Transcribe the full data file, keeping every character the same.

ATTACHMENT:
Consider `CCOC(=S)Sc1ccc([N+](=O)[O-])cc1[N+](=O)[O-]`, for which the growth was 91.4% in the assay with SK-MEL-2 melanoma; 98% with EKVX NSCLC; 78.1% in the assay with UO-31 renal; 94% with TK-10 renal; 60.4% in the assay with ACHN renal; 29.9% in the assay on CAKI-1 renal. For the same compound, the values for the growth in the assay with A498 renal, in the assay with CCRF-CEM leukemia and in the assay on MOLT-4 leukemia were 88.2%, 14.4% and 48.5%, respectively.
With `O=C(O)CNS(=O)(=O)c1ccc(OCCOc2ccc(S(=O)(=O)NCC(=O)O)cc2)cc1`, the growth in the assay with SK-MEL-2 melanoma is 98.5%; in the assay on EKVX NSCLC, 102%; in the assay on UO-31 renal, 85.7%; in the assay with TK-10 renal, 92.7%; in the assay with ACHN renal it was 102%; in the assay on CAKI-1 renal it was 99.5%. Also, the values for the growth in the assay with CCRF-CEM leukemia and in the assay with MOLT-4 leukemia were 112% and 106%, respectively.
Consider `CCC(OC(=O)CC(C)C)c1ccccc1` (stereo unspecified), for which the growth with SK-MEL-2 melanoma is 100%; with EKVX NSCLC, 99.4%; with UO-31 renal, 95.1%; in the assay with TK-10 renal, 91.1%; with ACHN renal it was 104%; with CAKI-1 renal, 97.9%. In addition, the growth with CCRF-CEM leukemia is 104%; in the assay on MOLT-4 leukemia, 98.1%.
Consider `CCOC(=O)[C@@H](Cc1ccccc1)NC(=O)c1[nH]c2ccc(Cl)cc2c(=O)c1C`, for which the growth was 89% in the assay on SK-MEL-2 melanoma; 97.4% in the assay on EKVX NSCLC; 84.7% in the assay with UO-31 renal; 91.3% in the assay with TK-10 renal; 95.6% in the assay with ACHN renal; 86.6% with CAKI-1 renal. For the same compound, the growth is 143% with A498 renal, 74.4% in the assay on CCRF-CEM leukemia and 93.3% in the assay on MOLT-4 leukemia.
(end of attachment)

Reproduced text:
Consider `CCOC(=S)Sc1ccc([N+](=O)[O-])cc1[N+](=O)[O-]`, for which the growth was 91.4% in the assay with SK-MEL-2 melanoma; 98% with EKVX NSCLC; 78.1% in the assay with UO-31 renal; 94% with TK-10 renal; 60.4% in the assay with ACHN renal; 29.9% in the assay on CAKI-1 renal. For the same compound, the values for the growth in the assay with A498 renal, in the assay with CCRF-CEM leukemia and in the assay on MOLT-4 leukemia were 88.2%, 14.4% and 48.5%, respectively.
With `O=C(O)CNS(=O)(=O)c1ccc(OCCOc2ccc(S(=O)(=O)NCC(=O)O)cc2)cc1`, the growth in the assay with SK-MEL-2 melanoma is 98.5%; in the assay on EKVX NSCLC, 102%; in the assay on UO-31 renal, 85.7%; in the assay with TK-10 renal, 92.7%; in the assay with ACHN renal it was 102%; in the assay on CAKI-1 renal it was 99.5%. Also, the values for the growth in the assay with CCRF-CEM leukemia and in the assay with MOLT-4 leukemia were 112% and 106%, respectively.
Consider `CCC(OC(=O)CC(C)C)c1ccccc1` (stereo unspecified), for which the growth with SK-MEL-2 melanoma is 100%; with EKVX NSCLC, 99.4%; with UO-31 renal, 95.1%; in the assay with TK-10 renal, 91.1%; with ACHN renal it was 104%; with CAKI-1 renal, 97.9%. In addition, the growth with CCRF-CEM leukemia is 104%; in the assay on MOLT-4 leukemia, 98.1%.
Consider `CCOC(=O)[C@@H](Cc1ccccc1)NC(=O)c1[nH]c2ccc(Cl)cc2c(=O)c1C`, for which the growth was 89% in the assay on SK-MEL-2 melanoma; 97.4% in the assay on EKVX NSCLC; 84.7% in the assay with UO-31 renal; 91.3% in the assay with TK-10 renal; 95.6% in the assay with ACHN renal; 86.6% with CAKI-1 renal. For the same compound, the growth is 143% with A498 renal, 74.4% in the assay on CCRF-CEM leukemia and 93.3% in the assay on MOLT-4 leukemia.